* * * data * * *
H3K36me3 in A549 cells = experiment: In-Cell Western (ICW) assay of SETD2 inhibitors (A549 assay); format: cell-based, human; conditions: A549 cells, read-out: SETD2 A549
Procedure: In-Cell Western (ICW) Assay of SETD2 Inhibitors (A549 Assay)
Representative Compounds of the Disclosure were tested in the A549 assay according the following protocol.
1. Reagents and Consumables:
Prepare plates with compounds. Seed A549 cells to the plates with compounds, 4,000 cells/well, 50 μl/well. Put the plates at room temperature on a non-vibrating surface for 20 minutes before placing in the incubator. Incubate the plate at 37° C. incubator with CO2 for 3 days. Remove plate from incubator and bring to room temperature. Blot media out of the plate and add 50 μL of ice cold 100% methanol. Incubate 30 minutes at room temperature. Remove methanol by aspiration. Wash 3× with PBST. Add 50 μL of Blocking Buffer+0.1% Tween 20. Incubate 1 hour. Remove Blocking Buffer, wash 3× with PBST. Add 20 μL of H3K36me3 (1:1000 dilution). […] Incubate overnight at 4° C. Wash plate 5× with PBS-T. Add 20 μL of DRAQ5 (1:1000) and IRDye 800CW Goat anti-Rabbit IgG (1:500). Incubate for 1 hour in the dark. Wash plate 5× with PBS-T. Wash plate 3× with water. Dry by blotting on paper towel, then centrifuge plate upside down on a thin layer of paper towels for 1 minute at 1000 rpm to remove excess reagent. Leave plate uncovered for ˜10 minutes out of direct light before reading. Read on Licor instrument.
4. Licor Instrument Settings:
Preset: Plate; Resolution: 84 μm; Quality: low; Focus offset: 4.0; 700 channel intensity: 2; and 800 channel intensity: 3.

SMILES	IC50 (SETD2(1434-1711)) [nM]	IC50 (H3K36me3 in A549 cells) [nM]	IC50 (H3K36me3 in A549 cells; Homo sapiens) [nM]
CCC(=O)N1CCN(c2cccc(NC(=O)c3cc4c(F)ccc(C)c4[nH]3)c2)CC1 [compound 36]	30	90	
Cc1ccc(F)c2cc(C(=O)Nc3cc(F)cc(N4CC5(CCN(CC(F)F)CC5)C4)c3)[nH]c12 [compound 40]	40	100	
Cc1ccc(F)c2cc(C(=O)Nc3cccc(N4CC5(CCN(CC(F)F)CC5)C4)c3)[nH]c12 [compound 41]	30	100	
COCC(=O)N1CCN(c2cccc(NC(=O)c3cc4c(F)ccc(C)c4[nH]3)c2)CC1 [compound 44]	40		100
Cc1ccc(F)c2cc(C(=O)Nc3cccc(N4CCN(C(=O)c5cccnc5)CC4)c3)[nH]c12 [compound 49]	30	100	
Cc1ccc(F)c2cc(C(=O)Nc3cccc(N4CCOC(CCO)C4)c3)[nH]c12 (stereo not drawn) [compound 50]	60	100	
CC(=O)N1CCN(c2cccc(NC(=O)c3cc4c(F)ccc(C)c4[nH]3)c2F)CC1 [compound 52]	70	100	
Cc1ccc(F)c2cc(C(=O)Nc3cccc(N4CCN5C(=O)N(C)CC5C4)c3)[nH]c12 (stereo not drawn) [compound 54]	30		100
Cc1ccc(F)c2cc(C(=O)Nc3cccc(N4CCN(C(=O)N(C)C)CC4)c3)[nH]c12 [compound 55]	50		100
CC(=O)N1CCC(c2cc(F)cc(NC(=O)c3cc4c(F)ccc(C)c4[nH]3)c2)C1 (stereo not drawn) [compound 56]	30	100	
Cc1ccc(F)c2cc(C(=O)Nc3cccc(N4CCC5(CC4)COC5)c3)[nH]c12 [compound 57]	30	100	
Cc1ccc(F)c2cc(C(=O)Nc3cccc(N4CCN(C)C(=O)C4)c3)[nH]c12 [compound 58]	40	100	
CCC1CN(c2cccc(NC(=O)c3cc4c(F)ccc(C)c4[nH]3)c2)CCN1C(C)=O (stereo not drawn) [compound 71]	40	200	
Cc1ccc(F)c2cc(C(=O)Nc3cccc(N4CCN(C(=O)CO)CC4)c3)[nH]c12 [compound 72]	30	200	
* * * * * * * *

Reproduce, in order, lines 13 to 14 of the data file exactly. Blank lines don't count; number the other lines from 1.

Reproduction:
Cc1ccc(F)c2cc(C(=O)Nc3cccc(N4CCN(C(=O)c5cccnc5)CC4)c3)[nH]c12 [compound 49]	30	100	
Cc1ccc(F)c2cc(C(=O)Nc3cccc(N4CCOC(CCO)C4)c3)[nH]c12 (stereo not drawn) [compound 50]	60	100	